04 April 2014

Sorrow: Grieving from Afar

Being far from loved ones is hard enough. Being far when someone you love passes away . . . now that raises our sorrow by adding homesickness to it.

Today, I am praying for my friend who caught a flight back to the States to attend her grandmother's funeral. As I think of her pain, I am crying.

Yesterday, my mind drifted to Mililani Mortuary (in my hometown on Oahu) to envision my high school friend being laid to rest. As I think of my friends gathered there and wish I was among them, I am crying.


Grieving from afar.

It's when you look out at the ocean and let your tears fall without wiping them away. And that ocean reaches beyond the earth's curve and reaches the other side of the world--where others are crying too. Perhaps they are looking back in your direction. Perhaps they are comforted by others around them, by arms you wish were encircling you.

It's when you try to find pictures and momentos in your home abroad and realize most of what you want, need, and crave to see, hold, and hug are back across the sea too. And empty hands make your heart feel empty too.

It's when your heart weighs heavy with goodbyes but you need to decide whether the plane ticket home is a worthy investment. Whose head is clear enough to think about that?

It's when you consider not returning just because distance may keep you from facing all the grief.

. . . . .
Because my dad is a clinical psychologist and an expert on trauma, I asked him for advice with this sensitive topic. Following is a compilation of our suggestions for both those who travel great distances to attend funerals and also those who choose to stay abroad and grieve from afar.

For Those Who Travel to the Funeral

1. Remember you are there to grieve.

Do not feel you need to see everyone you would on an ordinary visit. It's not necessary to make the rounds to all your friends or to speak in front of your church. This travel time is different.

2. Know that your presence is a comfort to others.

Sometimes you don't know what to say, and then you must remember that comfort often comes from simply being together. Don't feel like you need to be the one with the answers.

3. Help if you can, but be sure to spend time alone too.

There is often much to do: children to watch, places to clean, papers to sort, services to arrange, etc. If you feel you can step in and help then do it. However, if you busy yourself the entire time, you may end up leaving without ever having grieved your loved one. Take time to be alone and process your loss so the healing can begin.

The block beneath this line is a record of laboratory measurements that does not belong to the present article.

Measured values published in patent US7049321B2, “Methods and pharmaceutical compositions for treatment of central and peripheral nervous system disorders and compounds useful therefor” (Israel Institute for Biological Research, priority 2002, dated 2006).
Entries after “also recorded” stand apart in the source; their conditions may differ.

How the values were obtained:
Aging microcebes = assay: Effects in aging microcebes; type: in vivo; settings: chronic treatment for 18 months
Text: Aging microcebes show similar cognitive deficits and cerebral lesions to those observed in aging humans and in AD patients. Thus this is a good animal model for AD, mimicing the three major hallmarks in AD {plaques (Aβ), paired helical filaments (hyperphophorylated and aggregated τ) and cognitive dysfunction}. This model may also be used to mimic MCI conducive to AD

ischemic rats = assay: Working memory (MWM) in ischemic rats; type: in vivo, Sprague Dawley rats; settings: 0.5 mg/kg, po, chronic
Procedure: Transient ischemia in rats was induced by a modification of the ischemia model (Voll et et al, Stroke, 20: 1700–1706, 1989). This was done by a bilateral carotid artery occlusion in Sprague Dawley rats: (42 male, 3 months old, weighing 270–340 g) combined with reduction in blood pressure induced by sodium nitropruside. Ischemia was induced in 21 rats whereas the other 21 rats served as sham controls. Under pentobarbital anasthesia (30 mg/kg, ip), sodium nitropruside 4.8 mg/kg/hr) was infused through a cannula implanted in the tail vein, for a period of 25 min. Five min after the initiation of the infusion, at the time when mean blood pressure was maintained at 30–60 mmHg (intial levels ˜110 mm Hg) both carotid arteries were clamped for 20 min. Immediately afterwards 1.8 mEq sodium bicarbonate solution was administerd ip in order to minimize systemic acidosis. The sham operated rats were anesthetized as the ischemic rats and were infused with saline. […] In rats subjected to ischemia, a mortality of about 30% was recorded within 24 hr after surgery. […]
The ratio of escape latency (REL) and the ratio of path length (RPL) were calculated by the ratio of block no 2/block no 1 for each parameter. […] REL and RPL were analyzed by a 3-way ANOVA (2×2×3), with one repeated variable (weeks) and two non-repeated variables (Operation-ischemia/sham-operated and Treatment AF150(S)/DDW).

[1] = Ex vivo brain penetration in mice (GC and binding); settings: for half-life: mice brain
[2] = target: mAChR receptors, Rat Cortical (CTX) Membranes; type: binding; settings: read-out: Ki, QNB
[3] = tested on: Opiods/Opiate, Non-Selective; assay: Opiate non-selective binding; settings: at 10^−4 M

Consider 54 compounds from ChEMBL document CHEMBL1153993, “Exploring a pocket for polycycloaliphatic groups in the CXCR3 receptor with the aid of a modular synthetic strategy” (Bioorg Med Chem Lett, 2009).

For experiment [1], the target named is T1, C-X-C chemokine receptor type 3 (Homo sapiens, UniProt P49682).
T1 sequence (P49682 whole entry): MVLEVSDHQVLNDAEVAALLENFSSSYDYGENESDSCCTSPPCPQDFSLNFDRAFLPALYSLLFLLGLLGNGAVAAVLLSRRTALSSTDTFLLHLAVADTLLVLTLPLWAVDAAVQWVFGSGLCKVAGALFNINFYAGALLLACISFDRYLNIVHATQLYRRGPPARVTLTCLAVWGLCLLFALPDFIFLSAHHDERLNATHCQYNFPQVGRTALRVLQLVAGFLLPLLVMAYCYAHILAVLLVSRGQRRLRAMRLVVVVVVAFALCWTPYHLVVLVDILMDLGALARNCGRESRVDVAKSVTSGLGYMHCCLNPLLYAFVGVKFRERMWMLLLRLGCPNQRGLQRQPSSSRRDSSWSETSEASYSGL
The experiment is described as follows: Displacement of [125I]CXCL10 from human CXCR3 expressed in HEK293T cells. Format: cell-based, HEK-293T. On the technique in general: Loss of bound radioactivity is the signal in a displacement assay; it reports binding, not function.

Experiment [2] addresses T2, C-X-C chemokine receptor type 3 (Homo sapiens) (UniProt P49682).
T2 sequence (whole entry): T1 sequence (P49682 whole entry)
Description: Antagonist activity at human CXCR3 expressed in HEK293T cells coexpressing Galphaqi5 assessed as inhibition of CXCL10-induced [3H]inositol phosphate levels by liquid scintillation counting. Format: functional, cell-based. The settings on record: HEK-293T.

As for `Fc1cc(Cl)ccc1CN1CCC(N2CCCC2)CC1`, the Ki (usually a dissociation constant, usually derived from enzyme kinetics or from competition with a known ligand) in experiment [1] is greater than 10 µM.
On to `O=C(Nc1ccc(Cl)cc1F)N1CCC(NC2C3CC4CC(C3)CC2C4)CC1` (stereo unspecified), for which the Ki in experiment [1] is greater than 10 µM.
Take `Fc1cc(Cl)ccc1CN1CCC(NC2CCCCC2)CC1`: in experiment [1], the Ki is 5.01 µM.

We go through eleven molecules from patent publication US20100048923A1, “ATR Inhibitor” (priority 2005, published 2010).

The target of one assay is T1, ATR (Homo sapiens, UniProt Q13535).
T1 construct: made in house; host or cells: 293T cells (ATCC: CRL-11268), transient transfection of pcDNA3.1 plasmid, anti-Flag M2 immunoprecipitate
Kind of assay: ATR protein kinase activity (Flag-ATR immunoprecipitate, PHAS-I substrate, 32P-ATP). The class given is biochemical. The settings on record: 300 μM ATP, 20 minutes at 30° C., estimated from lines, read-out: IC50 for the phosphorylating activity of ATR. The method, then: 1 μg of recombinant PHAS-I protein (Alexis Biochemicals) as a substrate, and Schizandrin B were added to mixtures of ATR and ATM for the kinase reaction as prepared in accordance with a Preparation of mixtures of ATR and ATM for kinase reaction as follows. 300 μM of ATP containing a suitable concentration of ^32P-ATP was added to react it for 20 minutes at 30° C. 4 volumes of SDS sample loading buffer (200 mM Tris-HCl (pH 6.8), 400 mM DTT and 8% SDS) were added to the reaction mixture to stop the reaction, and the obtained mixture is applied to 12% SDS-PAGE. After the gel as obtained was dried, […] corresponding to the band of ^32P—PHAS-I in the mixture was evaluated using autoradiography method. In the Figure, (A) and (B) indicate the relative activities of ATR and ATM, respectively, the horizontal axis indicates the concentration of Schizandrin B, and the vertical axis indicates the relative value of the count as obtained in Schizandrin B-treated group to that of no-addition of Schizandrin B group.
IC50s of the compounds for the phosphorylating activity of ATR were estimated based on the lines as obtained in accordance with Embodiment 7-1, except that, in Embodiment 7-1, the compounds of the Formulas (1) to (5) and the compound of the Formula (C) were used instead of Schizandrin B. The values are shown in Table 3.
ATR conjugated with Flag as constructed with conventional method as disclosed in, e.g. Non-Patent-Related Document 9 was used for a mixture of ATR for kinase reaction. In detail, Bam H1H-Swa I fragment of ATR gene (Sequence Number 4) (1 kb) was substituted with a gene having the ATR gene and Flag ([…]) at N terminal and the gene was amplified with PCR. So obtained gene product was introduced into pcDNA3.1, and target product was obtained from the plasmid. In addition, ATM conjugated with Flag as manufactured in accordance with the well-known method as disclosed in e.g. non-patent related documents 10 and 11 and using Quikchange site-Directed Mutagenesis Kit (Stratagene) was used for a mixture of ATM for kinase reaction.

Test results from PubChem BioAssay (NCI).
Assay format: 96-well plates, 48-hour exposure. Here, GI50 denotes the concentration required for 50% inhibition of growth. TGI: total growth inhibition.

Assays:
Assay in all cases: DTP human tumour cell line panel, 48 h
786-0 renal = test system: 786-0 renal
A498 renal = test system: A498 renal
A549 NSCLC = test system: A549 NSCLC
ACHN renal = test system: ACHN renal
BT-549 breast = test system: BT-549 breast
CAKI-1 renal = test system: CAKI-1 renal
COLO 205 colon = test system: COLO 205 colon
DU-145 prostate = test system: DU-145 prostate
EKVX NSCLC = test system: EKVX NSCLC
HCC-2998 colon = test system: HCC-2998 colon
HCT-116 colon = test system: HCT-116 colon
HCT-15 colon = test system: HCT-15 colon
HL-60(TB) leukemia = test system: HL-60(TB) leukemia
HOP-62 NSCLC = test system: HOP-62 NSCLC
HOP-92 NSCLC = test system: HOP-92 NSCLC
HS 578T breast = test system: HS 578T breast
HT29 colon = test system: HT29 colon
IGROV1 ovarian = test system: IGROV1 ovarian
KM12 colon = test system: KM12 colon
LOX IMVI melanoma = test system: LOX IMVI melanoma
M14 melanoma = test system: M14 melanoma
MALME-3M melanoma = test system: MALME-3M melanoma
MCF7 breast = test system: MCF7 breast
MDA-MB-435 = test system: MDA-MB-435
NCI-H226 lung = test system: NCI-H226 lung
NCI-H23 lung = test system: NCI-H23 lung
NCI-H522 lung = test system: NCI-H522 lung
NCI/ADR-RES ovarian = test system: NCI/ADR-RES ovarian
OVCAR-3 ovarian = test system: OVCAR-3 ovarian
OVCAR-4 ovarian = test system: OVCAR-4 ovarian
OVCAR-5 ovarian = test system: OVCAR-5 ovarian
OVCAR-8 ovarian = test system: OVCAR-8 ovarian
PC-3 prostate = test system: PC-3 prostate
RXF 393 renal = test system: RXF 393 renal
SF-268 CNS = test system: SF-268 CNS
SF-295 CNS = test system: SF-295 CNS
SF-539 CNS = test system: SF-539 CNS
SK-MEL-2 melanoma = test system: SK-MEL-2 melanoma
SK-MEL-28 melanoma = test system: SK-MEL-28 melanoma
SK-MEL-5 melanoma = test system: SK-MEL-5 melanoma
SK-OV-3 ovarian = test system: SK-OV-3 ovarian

4. Share your heart with loved ones.

Talk about your loss together. Laugh about past memories. Cry with each other.

For Those Who Grieve From Afar

1. Accept comfort even in un-preferred means.

Of course you want to be at the funeral. Of course you'd rather be hugged by that person instead of this person. But you must accept comfort even if it is through a skype call or through a hug from someone who never met the person you lost. Reach out. Talk about your loved one. Ask for someone to be with you even if you never speak a word.

2. Follow the funeral in real time, if you can.

If the ceremony means a lot to you, then celebrate your loved one's life in your own way where you are. You can escape to somewhere quiet and remember them. This can be a place you return to even yearly to commemorate the life of the one you're grieving.

3. Write a poem, a song, and/or a story. 

This can be sent to your loved ones, kept personal, or even read/performed at the funeral service for you.

4. Do something to honor your loved one. 

You can plant a tree, donate to an organization or cause in your loved one's honor, etc.

5. Do not ignore the pain.

As hard as it is to face the finality of death, it's important that you grieve. Do not let distance keep you from acknowledging what has happened or facing what will change--especially when you eventually do return "home" to a different situation.

Death is sorrowful because it means separation. But the One who knows separation best can relate to our feelings of loss and loneliness. Didn't He plead that the cup pass from Him then cry "Why?!" from the cross?  He who knew sorrow can comfort us best, and He is never afar.

Praying for those grieving,

This post is part of a conversation in The Grove at Velvet Ashes. Head on over there to read more about sorrow.


  1. Hi Malia, I'm sorry to hear that your friend's grandma died. I know when my grandma died and I was not able to return for her funeral, it was a low point for me. And the Chinese grieve so DIFFERENTLY -- that might be one point to add for folks living overseas -- "if the local people express grief differently than you, it's OK to pull back for a little while (so that you won't punch someone in the face :))" Thanks for this helpful resource!

    1. Excellent point about how cultures grieve differently--thank you for sharing that, Amy! :)

  2. So glad you shared these great suggestions with us, Malia. For your friend's grandma, for your high school friend, we ache with you. Thank you for words to help with the pain.

    1. Thank you for reading and for your encouragement, Danielle.


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